Test hemp crop grows with arrival of more seeds
LOUISVILLE, Ky. – Another shipment of imported seeds is bolstering Kentucky’s experimental hemp crop, this time with none of the drama that surrounded an earlier shipment that set off a legal fight between the state’s Agriculture Department and the federal government.
Nearly 950 pounds of Canadian hemp seeds cleared customs recently without a hitch, and the seeds were planted last week to give researchers and farmers more test plots, state Agriculture Department officials said Monday.
“We’ve got a really good process with the DEA now,” said Holly Harris VonLuehrte, chief of staff to state Agriculture Commissioner James Comer.
Comer, a Republican who is considering a run for governor next year, was at the forefront of efforts to reintroduce the non-intoxicating plant that was banned for decades due to its family ties to marijuana.
Comer’s department sued the federal government in May to free a 286-pound shipment of seeds from Italy that was detained by U.S. customs officials in Louisville. The seeds eventually were released and planted in late May as part of pilot projects in the Bluegrass state.
“We’re probably to the point now where we may end up just dismissing our lawsuit because we’ve gotten everything we want,” VonLuehrte said.
The Canadian hemp seeds recently planted in Kentucky soil have a lot of catching up to do.
Some plots planted in late spring now have leafy hemp plants towering six feet high or taller, said Adam Watson, the state ag department’s industrial hemp program coordinator. Some plants will reach 12 feet tall or higher before the fall harvest.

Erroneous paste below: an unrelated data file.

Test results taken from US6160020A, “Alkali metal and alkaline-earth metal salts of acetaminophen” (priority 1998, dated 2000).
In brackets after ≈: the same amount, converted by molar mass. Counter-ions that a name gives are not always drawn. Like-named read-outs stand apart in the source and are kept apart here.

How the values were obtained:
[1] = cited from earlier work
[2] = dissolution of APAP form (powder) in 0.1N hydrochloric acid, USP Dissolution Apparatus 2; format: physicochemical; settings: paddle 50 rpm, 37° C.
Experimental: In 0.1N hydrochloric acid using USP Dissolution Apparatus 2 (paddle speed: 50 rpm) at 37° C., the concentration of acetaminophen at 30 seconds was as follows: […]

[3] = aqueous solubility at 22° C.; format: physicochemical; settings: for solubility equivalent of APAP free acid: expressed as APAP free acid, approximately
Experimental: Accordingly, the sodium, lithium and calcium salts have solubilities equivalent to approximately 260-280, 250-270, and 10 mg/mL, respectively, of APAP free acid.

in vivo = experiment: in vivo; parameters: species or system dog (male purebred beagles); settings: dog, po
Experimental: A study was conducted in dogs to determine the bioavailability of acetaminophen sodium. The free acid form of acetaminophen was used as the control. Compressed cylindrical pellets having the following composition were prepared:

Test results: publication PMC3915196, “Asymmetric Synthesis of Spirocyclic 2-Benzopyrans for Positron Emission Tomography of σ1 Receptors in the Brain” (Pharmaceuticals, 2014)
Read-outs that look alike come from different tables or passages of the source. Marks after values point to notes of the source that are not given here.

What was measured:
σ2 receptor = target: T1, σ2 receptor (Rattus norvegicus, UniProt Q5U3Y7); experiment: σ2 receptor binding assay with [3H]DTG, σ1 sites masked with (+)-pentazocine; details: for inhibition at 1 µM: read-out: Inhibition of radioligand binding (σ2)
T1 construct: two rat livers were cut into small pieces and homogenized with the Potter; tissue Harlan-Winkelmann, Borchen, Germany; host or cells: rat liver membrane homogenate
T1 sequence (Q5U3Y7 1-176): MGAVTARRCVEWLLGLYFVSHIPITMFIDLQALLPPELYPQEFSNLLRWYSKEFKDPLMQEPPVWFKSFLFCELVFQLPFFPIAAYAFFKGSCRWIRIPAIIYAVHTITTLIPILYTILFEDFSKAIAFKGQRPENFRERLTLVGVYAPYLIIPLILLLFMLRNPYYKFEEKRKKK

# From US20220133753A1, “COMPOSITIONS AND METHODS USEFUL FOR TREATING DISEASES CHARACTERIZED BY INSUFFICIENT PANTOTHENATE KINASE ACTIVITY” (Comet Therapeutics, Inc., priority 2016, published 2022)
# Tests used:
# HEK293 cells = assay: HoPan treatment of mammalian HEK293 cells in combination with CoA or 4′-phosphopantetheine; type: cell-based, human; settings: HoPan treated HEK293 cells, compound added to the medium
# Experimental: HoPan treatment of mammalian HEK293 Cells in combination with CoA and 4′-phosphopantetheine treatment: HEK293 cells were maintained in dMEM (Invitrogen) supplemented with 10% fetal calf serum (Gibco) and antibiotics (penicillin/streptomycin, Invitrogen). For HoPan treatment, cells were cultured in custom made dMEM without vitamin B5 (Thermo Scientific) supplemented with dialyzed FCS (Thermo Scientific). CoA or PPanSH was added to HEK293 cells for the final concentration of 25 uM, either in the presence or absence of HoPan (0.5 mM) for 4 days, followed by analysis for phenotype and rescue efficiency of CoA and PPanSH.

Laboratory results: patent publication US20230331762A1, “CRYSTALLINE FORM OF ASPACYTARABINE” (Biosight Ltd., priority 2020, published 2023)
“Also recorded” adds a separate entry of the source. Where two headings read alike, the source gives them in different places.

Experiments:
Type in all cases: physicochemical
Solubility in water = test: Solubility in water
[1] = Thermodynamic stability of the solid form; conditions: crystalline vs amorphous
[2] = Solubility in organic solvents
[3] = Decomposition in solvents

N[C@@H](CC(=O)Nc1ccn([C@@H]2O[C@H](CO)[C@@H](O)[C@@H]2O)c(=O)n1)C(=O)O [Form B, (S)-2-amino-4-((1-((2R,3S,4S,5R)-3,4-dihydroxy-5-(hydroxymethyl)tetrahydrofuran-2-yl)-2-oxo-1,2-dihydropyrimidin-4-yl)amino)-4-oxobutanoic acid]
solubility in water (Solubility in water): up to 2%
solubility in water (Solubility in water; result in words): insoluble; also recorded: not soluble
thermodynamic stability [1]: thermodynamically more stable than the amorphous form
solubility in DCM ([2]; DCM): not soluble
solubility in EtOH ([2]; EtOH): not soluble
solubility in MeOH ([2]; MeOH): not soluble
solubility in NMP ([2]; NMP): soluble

The experimental plots are spread out in western, central and eastern Kentucky.
“The crop is doing great in all three regions,” VonLuehrte said.
The ag department is still awaiting a small seed shipment from Australia, Watson said.
VonLuehrte predicted that buyers will be found for all the available hemp from this year’s minuscule crop. Hemp has historically been used for rope but has many other uses: clothing and mulch from the fiber; hemp milk and cooking oil from the seeds; and soap and lotions.
In Rockcastle County, a 2-acre crop has sprouted to about 8 feet tall, said Michael Lewis, a farmer helping lead that project.
Part of that crop will be used in making some U.S. flags, he said. Another goal is to develop a clothing line from hemp, he said.
The experimental project has drawn visits from area farmers and local political and business leaders curious about the crop’s potential, he said.
“I think people are starting to really understand what this is and what it’s about,” Lewis said. “I’m a little shocked at how far we’ve come with it this quickly. It’s a good sign that we’re heading in the right direction.”
The crop once thrived in Kentucky, but growing hemp without a federal permit was banned in 1970 due to its classification as a controlled substance related to marijuana. Hemp and marijuana are the same species, Cannabis sativa, but hemp has a negligible amount of THC, the psychoactive compound that gives marijuana users a high.
The new federal farm bill allows state agriculture departments to designate hemp pilot projects for research. Several Kentucky universities are involved in the research.
Senate Minority Leader Mitch McConnell of Kentucky crafted the hemp language inserted into the farm bill.
Despite the late planting, organizers are pleased with the crop’s development, and the plots will provide useful information, Watson said.
“Our researchers went into this with virtually zero knowledge of hemp, at least from a production side,” he said. “And even though these are very rudimentary plots this year … they’re still answering questions.”
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